If you turn on the radio or television you are bound to hear countless ads promising lower car insurance rates in minutes if you switch to their provider.
What these ads often leave out, however, is that these cheaper plans are usually sub-par. Basic car insurance tends to cover only the mandatory minimum required by the government.
So, while you may save on lower insurance premiums each month, you could stand to lose much more money if the coverage is insufficient when you need a most.
But how can you know how much insurance you actually need? This guide to types of car insurance will help you understand what different plans cover and what you need to be safe on the road.
What's the Mandatory Minimum?
The Canadian government requires all drivers to carry a certain minimum amount of insurance. The purpose of this mandate is to ensure all drivers are sufficiently covered if they cause damage to a person or property while operating their vehicle.
Mandatory minimums vary from province to province. All provinces, however, require what is considered "third party liability."
This covers any person or property (ie, "third-party") that is injured, killed, or damaged as a result of a collision you cause with your automobile. In most cases, the minimum coverage is $200,000.
Other types of car insurance, like statutory accidents, benefit coverage or direct compensation and property damage may not be required depending on where you live. That does not mean, however, that it isn't a good idea to have them.
Should I Carry More Than the Minimum?
If you live in a province that only requires third party liability insurance, you should almost certainly carry more than the mandatory minimum. Let's take a closer look at the other types of coverage you should consider.
Personal Injury Coverage
One important type of coverage to consider is coverage for medical bills, disability, or death.
In Canada, over 10,000 people are seriously injured in a motor vehicle collision every year. Adding medical coverage to your insurance plan will ensure that injuries are covered that may not be fully covered by your health insurance.
You may also want to consider disability coverage. This coverage will provide relief if you are temporarily or permanently disabled and therefore unable to work.
Finally, you may also want to consider insurance with a death benefit. This is especially important if you do not have life insurance to make sure you would provide for those you leave behind.
While it is important to consider the possibility of personal injury, this is not the only factor to keep in mind. When you purchase car insurance, you also want to make sure you are protecting the cost of your vehicle.
Mandatory minimum coverage only requires you to carry insurance for damage to another person's vehicle, not to your own. So, if you were in an at-fault accident that damaged your vehicle, you would be unable to make a claim.
Comprehensive vs Collision Coverage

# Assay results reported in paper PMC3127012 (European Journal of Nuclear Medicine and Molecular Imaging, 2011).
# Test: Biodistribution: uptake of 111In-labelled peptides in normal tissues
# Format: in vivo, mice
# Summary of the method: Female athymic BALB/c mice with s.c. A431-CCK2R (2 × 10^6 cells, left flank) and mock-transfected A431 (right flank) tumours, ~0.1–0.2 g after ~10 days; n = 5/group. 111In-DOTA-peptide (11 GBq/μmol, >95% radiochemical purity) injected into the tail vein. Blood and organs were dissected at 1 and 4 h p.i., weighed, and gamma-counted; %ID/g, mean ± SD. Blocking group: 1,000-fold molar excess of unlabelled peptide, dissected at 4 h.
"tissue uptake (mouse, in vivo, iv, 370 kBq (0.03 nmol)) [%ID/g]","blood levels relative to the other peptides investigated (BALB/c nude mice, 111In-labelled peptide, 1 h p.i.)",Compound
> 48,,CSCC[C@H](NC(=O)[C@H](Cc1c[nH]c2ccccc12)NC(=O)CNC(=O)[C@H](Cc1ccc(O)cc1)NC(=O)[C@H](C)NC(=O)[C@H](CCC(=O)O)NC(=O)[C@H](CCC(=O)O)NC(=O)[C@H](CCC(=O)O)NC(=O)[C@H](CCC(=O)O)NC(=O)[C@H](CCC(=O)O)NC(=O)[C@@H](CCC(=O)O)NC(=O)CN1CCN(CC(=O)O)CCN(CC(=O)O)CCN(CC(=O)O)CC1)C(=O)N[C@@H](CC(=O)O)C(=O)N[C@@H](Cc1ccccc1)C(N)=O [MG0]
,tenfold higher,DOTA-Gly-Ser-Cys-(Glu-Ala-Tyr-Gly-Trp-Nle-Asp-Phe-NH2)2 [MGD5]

When covering your vehicle, you have the option to choose collision coverage or comprehensive coverage.
Collision coverage applies to any damage sustained as a result of a collision with another vehicle. This covers repair or replacement costs, regardless of who is found to be at fault.
Comprehensive coverage covers damage to your vehicle by causes other than collision. For instance, if a tree branch falls on your car, the damage would be covered by comprehensive.
Some drivers choose to forgo comprehensive coverage for older vehicles. Their reasoning for doing so is that the cost of the deductible would be higher than they would be willing to pay to repair the car. For instance, in the event of damage, the driver may prefer to replace an old car rather than pay a $1,000 deductible to repair it.
For some drivers, this may be the right choice. Keep in mind, however, that comprehensive coverage also covers events where your vehicle is a total loss, such as flooding or theft. In these cases, it may still be worth it to have the coverage.
When you're driving your vehicle, you're often transporting valuable possessions: electronics, sporting equipment, etc. If you do not have property damage coverage, you would not be able to get compensated to replace these items in the event of an accident.
Other Types of Car Insurance
When it comes to car insurance, coverage for personal injury and property damage are the two major categories. That said, there are a couple additional types of coverage you may want to consider.
Uninsured and Underinsured Motorist
Even though Canadian law requires all drivers to carry auto insurance, not all drivers abide by this law. For this reason, it is important to protect yourself with uninsured and underinsured motorist coverage. With this coverage, you will be able to cover injuries and property damage for an accident where an uninsured driver was at fault.
Loss of Use
Sometimes, your vehicle may be unavailable for use while it is being repaired after a collision. This can be inconvenient if you depend on the vehicle for work. Loss of use insurance covers the cost of a rental vehicle in these instances.
Accident Rating Waiver
Auto insurance companies use a variety of metrics to calculate your risk as a driver. They rely on these metrics to determine how much to charge you for your insurance.
One metric most companies use is driving history. This is because a driver without a history of at-fault accidents is considered less risky than a driver without such a history. But, if you pay for an accident rating waiver, your rates won't go up even if you are involved in an at-fault accident.
Types of Car Insurance: Getting What You Need
With a better understanding of the different types of car insurance available, you will be able to get the right amount of insurance coverage for your needs.
Want to get the lowest price for the best coverage? Use our free online quote tool to find great rates in Canada!